She wasn’t sure when she fell in love with reading, but she certainly knew where. She was almost four years old when she began attending library school. The librarians were readers, the first orators she ever experienced, and they made each story come alive. Their voices were captivating and the picture books they held up merely appendages to the tales they wove in her mind. She looked forward to the day when she would be allowed to choose her own book and take it home.
Later in life she would associate the library with one of the very first books she read on her own. It was Rufus M. by Eleanor Estes. It was the story of the youngest Moffat boy, Rufus, and his experience with trying to obtain his very own library card.
Even as an adult she could visualize the book cover in her mind’s eye. She could vividly recall the scene when Rufus, sent away by the librarian who refused him a coveted library card because he couldn’t write his name on the application, had returned holding the smudged application with his printed name. His mama had helped him print it. But the library was closed and Rufus, a four year old who was not to be dissuaded, is thrilled to find an open basement window. Eagerly he enters, only to discover it was the coal chute! The exasperated librarian, impressed with his persistence, overlooks the indiscretions and the dirt and grants him the precious library card. Rufus is allowed to check out his very first library book.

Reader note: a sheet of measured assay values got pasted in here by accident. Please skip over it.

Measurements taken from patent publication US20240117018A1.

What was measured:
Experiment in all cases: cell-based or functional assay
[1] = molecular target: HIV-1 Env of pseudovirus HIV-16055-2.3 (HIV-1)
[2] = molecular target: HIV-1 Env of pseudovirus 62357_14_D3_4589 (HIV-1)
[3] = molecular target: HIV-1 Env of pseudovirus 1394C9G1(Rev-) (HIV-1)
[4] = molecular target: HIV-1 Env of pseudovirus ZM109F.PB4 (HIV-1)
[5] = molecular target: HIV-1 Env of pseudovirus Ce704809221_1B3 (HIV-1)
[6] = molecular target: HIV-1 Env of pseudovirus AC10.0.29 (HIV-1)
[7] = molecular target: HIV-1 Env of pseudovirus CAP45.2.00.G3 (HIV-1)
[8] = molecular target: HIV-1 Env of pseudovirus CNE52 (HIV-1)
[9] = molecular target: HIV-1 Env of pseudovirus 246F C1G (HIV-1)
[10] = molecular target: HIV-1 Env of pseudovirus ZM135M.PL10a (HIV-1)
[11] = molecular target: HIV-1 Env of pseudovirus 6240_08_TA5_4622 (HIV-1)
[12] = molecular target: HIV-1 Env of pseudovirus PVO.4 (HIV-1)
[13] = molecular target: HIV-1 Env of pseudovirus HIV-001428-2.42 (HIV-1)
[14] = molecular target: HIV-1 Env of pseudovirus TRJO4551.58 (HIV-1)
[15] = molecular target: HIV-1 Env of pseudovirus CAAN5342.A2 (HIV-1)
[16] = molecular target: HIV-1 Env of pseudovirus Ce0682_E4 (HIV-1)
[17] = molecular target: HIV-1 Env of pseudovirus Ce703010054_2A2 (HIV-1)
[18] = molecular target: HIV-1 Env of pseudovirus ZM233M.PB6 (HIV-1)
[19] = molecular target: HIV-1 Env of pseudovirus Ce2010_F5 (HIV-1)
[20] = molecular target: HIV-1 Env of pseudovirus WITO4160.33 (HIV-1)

Nothing else in this world, not even memories of her own children, stick with her the way some of those early impressions did. Once, while standing on a Honolulu bus, she was reading a passenger’s book from over their left shoulder as they sat below her. After less than a minute she knew the book, so vivid was her memory of those words. It wasn’t a classic or a book everyone would know, but she knew it! The memory of the book brought her back to the story instantly and she thought to herself, what kind of power is that?
Perhaps that experience encapsulates why being an author is enticing and also intimidating. For isn’t the ultimate goal of an author to be able to create sensory memories through words for the reader; not to leave a mere impression, but a lasting memory?
*“Rufus M. cover first edition” by Source (WP:NFCC#4). Licensed under Fair use via Wikipedia – https://en.wikipedia.org/wiki/File:Rufus_M._cover_first_edition.jpg#/media/File:Rufus_M._cover_first_edition.jpg